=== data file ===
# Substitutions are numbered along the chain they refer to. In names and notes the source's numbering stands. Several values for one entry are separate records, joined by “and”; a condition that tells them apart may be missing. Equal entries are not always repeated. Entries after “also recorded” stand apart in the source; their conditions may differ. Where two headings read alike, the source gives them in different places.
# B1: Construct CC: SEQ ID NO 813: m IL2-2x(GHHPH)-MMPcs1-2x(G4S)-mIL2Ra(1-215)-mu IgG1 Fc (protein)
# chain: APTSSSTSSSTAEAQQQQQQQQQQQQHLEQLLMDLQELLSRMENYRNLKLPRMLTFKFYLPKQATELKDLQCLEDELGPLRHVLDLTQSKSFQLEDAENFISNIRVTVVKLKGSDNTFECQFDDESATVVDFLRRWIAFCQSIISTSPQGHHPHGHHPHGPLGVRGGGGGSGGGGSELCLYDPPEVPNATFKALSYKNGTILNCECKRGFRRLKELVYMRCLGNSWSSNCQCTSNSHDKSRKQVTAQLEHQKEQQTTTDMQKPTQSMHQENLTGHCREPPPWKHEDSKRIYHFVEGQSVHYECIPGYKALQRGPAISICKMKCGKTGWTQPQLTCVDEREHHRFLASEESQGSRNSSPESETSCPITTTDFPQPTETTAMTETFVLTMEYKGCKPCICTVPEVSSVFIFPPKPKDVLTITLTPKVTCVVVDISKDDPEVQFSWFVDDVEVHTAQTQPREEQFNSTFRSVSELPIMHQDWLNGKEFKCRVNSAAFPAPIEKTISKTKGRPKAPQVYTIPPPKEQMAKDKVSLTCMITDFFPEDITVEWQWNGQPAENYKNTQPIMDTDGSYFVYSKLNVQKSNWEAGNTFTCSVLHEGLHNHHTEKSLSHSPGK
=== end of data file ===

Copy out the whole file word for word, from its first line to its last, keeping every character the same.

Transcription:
# Substitutions are numbered along the chain they refer to. In names and notes the source's numbering stands. Several values for one entry are separate records, joined by “and”; a condition that tells them apart may be missing. Equal entries are not always repeated. Entries after “also recorded” stand apart in the source; their conditions may differ. Where two headings read alike, the source gives them in different places.
# B1: Construct CC: SEQ ID NO 813: m IL2-2x(GHHPH)-MMPcs1-2x(G4S)-mIL2Ra(1-215)-mu IgG1 Fc (protein)
# chain: APTSSSTSSSTAEAQQQQQQQQQQQQHLEQLLMDLQELLSRMENYRNLKLPRMLTFKFYLPKQATELKDLQCLEDELGPLRHVLDLTQSKSFQLEDAENFISNIRVTVVKLKGSDNTFECQFDDESATVVDFLRRWIAFCQSIISTSPQGHHPHGHHPHGPLGVRGGGGGSGGGGSELCLYDPPEVPNATFKALSYKNGTILNCECKRGFRRLKELVYMRCLGNSWSSNCQCTSNSHDKSRKQVTAQLEHQKEQQTTTDMQKPTQSMHQENLTGHCREPPPWKHEDSKRIYHFVEGQSVHYECIPGYKALQRGPAISICKMKCGKTGWTQPQLTCVDEREHHRFLASEESQGSRNSSPESETSCPITTTDFPQPTETTAMTETFVLTMEYKGCKPCICTVPEVSSVFIFPPKPKDVLTITLTPKVTCVVVDISKDDPEVQFSWFVDDVEVHTAQTQPREEQFNSTFRSVSELPIMHQDWLNGKEFKCRVNSAAFPAPIEKTISKTKGRPKAPQVYTIPPPKEQMAKDKVSLTCMITDFFPEDITVEWQWNGQPAENYKNTQPIMDTDGSYFVYSKLNVQKSNWEAGNTFTCSVLHEGLHNHHTEKSLSHSPGK